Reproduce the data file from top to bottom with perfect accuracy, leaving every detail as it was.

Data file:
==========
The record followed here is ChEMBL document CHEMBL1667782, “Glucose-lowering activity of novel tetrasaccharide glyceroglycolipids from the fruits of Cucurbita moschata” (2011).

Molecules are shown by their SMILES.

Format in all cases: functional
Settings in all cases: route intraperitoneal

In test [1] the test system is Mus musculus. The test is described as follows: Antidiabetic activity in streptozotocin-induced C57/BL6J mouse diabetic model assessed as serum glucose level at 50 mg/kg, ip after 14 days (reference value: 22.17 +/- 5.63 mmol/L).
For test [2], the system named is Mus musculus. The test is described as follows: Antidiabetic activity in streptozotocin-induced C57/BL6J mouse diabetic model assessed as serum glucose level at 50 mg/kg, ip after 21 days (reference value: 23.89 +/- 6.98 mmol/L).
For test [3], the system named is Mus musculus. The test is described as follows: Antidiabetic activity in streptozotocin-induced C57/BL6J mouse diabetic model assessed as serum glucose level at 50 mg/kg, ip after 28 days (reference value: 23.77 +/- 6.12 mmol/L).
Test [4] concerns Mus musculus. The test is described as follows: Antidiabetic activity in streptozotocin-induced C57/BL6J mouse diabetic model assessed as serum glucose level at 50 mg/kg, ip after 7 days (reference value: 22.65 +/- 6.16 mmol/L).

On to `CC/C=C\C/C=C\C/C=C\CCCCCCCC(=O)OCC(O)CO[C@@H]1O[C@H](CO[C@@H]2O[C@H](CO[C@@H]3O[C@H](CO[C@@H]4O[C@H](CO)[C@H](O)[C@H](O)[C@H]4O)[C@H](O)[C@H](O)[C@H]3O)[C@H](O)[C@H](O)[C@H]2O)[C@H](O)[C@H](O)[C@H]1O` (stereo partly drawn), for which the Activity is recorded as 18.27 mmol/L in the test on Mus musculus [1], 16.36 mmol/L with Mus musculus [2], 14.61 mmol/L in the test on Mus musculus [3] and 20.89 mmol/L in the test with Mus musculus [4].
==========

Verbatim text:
The record followed here is ChEMBL document CHEMBL1667782, “Glucose-lowering activity of novel tetrasaccharide glyceroglycolipids from the fruits of Cucurbita moschata” (2011).

Molecules are shown by their SMILES.

Format in all cases: functional
Settings in all cases: route intraperitoneal

In test [1] the test system is Mus musculus. The test is described as follows: Antidiabetic activity in streptozotocin-induced C57/BL6J mouse diabetic model assessed as serum glucose level at 50 mg/kg, ip after 14 days (reference value: 22.17 +/- 5.63 mmol/L).
For test [2], the system named is Mus musculus. The test is described as follows: Antidiabetic activity in streptozotocin-induced C57/BL6J mouse diabetic model assessed as serum glucose level at 50 mg/kg, ip after 21 days (reference value: 23.89 +/- 6.98 mmol/L).
For test [3], the system named is Mus musculus. The test is described as follows: Antidiabetic activity in streptozotocin-induced C57/BL6J mouse diabetic model assessed as serum glucose level at 50 mg/kg, ip after 28 days (reference value: 23.77 +/- 6.12 mmol/L).
Test [4] concerns Mus musculus. The test is described as follows: Antidiabetic activity in streptozotocin-induced C57/BL6J mouse diabetic model assessed as serum glucose level at 50 mg/kg, ip after 7 days (reference value: 22.65 +/- 6.16 mmol/L).

On to `CC/C=C\C/C=C\C/C=C\CCCCCCCC(=O)OCC(O)CO[C@@H]1O[C@H](CO[C@@H]2O[C@H](CO[C@@H]3O[C@H](CO[C@@H]4O[C@H](CO)[C@H](O)[C@H](O)[C@H]4O)[C@H](O)[C@H](O)[C@H]3O)[C@H](O)[C@H](O)[C@H]2O)[C@H](O)[C@H](O)[C@H]1O` (stereo partly drawn), for which the Activity is recorded as 18.27 mmol/L in the test on Mus musculus [1], 16.36 mmol/L with Mus musculus [2], 14.61 mmol/L in the test on Mus musculus [3] and 20.89 mmol/L in the test with Mus musculus [4].